B. The monumental stupa of Shah-ji-ki-Dheri is one of the most important among Buddhist temple complexes in Gandhara. The stupa, which was supposedly founded by the Kushan king Kanishka I (ca. 127/28–150/51), was famous among Chinese pilgrim-monks. However, today nothing remains visible. During the excavations of the Archaeological Department of India in 1911, sixteen Alkhan drachms were found wrapped in a cloth. Based on their style and technique of production, these coins of the early Alkhan type (compare Nos. 8, 9) displaying elongated skulls were struck at the same mint, which may have been located in neighboring Purushapura (Peshawar).
The Chinese monk Song Yun (showcase 9, Fig. C), who visited the temple in 520 CE, described it as follows: "All kind of Buddhist objects are kept inside the pagoda. Here there are objects decorated with gold and jewels in thousands of forms and of such variety that it would be no simple task to name them. At sunrise the gilded screens glow like fire, while the light morning breeze brings the precious manacles to chime. Of all the pagodas of the Western world this is the most important."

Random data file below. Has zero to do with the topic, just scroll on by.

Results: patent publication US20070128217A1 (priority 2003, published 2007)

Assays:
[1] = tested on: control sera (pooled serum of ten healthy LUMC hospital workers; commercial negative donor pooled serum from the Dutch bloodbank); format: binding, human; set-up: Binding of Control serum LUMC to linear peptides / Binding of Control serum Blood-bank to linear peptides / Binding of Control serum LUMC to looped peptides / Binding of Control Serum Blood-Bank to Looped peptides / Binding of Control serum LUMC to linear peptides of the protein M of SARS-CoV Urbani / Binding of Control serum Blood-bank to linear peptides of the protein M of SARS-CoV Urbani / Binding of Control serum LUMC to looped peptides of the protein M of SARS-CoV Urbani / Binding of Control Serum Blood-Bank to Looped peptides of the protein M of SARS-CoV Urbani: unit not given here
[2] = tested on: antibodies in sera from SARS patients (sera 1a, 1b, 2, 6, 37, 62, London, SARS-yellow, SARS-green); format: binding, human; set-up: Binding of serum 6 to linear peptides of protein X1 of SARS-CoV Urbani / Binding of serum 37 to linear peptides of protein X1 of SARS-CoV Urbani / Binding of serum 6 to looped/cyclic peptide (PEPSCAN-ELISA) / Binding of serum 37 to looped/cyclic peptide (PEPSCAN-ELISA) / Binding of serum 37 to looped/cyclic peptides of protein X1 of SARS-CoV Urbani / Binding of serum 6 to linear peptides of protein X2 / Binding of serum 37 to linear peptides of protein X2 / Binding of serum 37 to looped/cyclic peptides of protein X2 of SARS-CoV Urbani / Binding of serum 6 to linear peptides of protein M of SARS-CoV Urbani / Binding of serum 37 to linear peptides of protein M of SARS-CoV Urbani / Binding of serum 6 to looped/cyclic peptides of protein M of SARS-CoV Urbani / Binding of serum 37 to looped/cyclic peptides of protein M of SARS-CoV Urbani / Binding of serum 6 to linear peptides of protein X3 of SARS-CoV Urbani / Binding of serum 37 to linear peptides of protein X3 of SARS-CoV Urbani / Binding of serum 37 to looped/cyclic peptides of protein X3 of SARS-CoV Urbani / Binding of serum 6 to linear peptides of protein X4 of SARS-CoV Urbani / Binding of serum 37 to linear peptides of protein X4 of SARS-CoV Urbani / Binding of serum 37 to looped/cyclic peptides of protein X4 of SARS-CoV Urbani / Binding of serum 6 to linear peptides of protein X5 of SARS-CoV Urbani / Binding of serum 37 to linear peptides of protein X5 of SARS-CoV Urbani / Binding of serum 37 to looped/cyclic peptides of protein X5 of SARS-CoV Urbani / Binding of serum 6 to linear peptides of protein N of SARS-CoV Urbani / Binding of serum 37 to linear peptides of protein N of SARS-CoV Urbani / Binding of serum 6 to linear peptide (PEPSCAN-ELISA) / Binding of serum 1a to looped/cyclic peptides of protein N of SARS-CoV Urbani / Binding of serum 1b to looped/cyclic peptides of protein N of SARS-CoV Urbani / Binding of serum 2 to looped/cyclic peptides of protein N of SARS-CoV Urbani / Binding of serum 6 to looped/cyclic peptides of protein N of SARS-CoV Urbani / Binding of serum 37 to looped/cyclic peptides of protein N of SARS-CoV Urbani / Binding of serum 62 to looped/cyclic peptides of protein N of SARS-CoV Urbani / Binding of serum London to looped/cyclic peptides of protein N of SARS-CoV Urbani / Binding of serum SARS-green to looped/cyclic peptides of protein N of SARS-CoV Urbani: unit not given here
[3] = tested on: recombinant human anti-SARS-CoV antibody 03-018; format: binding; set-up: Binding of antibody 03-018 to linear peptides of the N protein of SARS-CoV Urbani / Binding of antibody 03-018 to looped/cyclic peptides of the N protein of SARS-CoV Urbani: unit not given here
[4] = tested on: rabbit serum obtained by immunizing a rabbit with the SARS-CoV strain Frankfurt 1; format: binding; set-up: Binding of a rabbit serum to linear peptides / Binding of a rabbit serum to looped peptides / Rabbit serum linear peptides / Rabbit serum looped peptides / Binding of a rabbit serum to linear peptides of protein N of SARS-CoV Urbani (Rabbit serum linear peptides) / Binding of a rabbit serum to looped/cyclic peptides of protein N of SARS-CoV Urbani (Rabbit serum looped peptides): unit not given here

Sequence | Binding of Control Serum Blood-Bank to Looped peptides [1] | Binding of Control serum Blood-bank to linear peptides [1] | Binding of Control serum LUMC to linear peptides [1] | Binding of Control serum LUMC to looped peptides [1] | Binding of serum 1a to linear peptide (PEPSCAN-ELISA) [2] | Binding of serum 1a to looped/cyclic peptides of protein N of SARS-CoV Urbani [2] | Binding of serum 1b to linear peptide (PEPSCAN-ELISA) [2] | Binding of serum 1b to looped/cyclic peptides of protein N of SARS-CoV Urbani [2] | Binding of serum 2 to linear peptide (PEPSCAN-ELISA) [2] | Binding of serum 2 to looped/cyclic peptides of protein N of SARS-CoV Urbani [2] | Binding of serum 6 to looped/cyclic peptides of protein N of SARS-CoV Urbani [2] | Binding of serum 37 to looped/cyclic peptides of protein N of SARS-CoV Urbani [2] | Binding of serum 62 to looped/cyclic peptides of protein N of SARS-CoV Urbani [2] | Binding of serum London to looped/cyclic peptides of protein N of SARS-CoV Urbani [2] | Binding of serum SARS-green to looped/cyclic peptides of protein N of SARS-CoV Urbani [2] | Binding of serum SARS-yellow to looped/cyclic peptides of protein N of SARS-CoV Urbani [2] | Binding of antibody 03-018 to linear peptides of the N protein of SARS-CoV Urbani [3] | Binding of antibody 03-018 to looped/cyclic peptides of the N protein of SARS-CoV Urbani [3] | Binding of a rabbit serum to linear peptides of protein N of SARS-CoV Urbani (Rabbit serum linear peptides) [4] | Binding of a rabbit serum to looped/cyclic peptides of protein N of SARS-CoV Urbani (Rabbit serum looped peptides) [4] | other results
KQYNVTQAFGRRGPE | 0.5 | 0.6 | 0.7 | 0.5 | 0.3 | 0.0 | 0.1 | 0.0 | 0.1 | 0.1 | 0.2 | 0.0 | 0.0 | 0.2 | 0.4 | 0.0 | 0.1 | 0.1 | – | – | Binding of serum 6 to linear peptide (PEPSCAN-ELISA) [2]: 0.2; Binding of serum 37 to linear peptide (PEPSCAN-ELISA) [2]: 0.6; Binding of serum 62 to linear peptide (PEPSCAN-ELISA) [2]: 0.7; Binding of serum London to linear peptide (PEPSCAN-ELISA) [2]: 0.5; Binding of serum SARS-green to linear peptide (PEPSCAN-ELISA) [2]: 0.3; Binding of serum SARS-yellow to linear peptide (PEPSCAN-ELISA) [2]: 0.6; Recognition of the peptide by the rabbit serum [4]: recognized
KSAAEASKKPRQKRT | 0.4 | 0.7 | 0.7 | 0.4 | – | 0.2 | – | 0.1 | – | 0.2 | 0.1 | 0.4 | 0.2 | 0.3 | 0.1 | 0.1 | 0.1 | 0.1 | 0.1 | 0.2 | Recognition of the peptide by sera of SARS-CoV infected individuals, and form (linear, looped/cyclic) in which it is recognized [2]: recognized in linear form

C. The Buddhist stupa of Tapa Kalan, Hadda (near Jalalabad in the Kabul River valley, Afghanistan) (5th/8th century CE). (©Zemaryalai Tarzi)
In the deposit of reliquaries found at the stupa of Tapa Kalan, dated to the 5th century, over two hundred Sasanian and Byzantine coins as well as fourteen Alkhan drachms, five of which were from Khingila, were found (compare Nr. 7 and showcase 7).
D. Tapa Shotor, Hadda. The base of the stupa with the image of a Bodhisattva Maitreya (the Buddha of the future) surrounded by devotees: to his left a monk with flowers; to his right a mother with child (4th/5th cenutry CE). (© Wien, WHAV)